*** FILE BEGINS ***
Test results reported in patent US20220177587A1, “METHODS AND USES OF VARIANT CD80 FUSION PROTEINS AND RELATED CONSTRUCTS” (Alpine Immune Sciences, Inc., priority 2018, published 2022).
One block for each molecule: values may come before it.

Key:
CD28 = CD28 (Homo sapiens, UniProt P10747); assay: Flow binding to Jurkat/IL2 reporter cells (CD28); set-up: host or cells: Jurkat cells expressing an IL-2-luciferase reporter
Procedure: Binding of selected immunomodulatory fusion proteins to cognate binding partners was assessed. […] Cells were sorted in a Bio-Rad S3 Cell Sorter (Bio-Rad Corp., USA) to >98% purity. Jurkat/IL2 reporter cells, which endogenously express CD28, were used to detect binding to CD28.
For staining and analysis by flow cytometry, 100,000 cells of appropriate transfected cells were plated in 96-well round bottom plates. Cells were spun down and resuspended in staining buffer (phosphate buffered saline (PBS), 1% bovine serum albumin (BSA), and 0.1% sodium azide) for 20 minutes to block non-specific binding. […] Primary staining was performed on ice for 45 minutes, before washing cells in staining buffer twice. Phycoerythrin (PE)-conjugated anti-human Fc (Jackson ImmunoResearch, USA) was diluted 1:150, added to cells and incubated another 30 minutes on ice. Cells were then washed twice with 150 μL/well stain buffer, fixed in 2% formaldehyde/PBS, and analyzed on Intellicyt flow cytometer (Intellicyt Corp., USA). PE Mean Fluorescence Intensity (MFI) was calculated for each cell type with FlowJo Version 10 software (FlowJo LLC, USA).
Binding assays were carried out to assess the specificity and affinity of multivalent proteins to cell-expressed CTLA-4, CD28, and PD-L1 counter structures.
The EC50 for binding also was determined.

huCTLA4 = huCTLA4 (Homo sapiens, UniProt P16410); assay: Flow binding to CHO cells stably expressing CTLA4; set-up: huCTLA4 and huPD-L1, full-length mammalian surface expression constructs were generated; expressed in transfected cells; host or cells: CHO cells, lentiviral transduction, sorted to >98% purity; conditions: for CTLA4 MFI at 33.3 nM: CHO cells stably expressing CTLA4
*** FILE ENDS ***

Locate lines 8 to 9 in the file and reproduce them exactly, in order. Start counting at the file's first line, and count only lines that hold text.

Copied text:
The EC50 for binding also was determined.

huCTLA4 = huCTLA4 (Homo sapiens, UniProt P16410); assay: Flow binding to CHO cells stably expressing CTLA4; set-up: huCTLA4 and huPD-L1, full-length mammalian surface expression constructs were generated; expressed in transfected cells; host or cells: CHO cells, lentiviral transduction, sorted to >98% purity; conditions: for CTLA4 MFI at 33.3 nM: CHO cells stably expressing CTLA4